We've thrown players in the pool. Wall and Beal are swimming. Wall will be rewarded. The other kids are constantly getting the tough love to see if they will figure out how to swim.
6. Make sure the GM, coach, owner and business folks are on the EXACT same page as to deliverables, metrics of success, ultimate goal, process and measured outcomes. Always meet to discuss analytics and don't be afraid of the truth that the numbers reveal. Manage to outcomes. Manage to let the GM and coach NOT be afraid of taking risks, and make sure there are no surprises. Over communicate. Act like an ethnic family--battle around the dinner table--never in public. Be tight as a team. Protect and enhance each other. Let the right people do their jobs.
Ted has stuck by his people. Clearly Ernie is on the same page. He's met each seasons' goal. Year one, demolition. Year two, suck and add prospects. Year three, add vets and compete. People question the moving goalposts of this year, but as soon as it was known that Wall was going to be out an extended period, Ted adjusted his expectation. And we still had a year where we were fighting to be one spot out of the playoffs up until the last week of the season. That's despite our star player missing 1/3 of the year. With Wall, we performed at a payoff caliber. And clearly, Ernie and Randy have been able to make calls on personnel as they see fit without meddling from above.
7. No jerks allowed. Implement a no jerk policy. Draft and develop and keep high character people. Team chemistry is vital to success. Make sure the best and highest paid players are coachable, show respect to the system, want to be in the city, love to welcome new, young players to the team, have respect for the fan base, show joy in their occupation, get the system, believe in the coaches, have fun in practice, and want to be gym rats. Dump quickly distractions. Life is too short to drink bad wine.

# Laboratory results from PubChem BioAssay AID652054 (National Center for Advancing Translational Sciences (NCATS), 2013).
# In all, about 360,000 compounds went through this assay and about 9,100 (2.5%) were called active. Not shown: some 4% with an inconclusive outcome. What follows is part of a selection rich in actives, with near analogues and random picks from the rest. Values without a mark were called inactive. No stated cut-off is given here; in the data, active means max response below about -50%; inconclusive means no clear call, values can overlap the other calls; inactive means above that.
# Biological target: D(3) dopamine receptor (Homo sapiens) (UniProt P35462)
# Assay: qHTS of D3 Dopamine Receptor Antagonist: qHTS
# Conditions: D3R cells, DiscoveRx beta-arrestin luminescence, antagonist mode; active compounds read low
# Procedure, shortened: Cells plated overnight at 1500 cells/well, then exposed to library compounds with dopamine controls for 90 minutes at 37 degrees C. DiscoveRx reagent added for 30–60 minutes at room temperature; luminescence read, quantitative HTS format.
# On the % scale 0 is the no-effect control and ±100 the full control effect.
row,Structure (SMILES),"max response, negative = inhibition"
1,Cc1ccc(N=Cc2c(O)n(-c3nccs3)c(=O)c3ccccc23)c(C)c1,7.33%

Bye bye Gil, Steez, and the Three Burritos
8. Add veterans to the team via shorter term deals as free agents. Signing long-term, expensive deals for vets is very risky. We try to add vets to the mix for two year or three year deals. They fill in around our young core. They are very important for leadership, but they must complement the young core (NOT try to overtake them or be paid more than them). Identify and protect the core. Add veterans to complement them, not visa versa.
Hello Martell, Okafor, and Ariza. Wall will be become our highest paid player this summer.
9. Measure and improve. Have shared metrics--know what the progress is--and where it ranks on the timeline-- be honest in all appraisals; don't be afraid to trade young assets for other draft picks to build back end backlog-- know the aging of contracts-- protect "optionality" to make trades at deadlines or in off season; never get in cap jail. Having dry powder is very important to make needed moves.
This is where we currently stand in the timeline. Now is the optionality of trades at the deadline or offseason. Our interests in Harden, Gay, and Josh Smith shows our intentions to the rest of the league. Our assets that don't fit will likely be moved for future powder. We are not in cap jail because we have assets and very little long term commitment. We will have wiggle room under the luxury tax, we have trade exceptions, our MLE and bi-annual exceptions, or we could just let everything expire to have room for a max deal next summer.
10. Never settle--never rest--keep on improving. Around the edges to the plan, have monthly, quarterly and annual check ups. Refresh the plan when needed but for the right reasons-- "how are we doing against our metrics of success and where are we on our path to a championship." Never listen to bloggers, media, so called experts--to thine own self be true. Enjoy the ride.
We have made moves every year at both the draft and the trade deadline. Our roster has constantly been in flux and the team has been improving.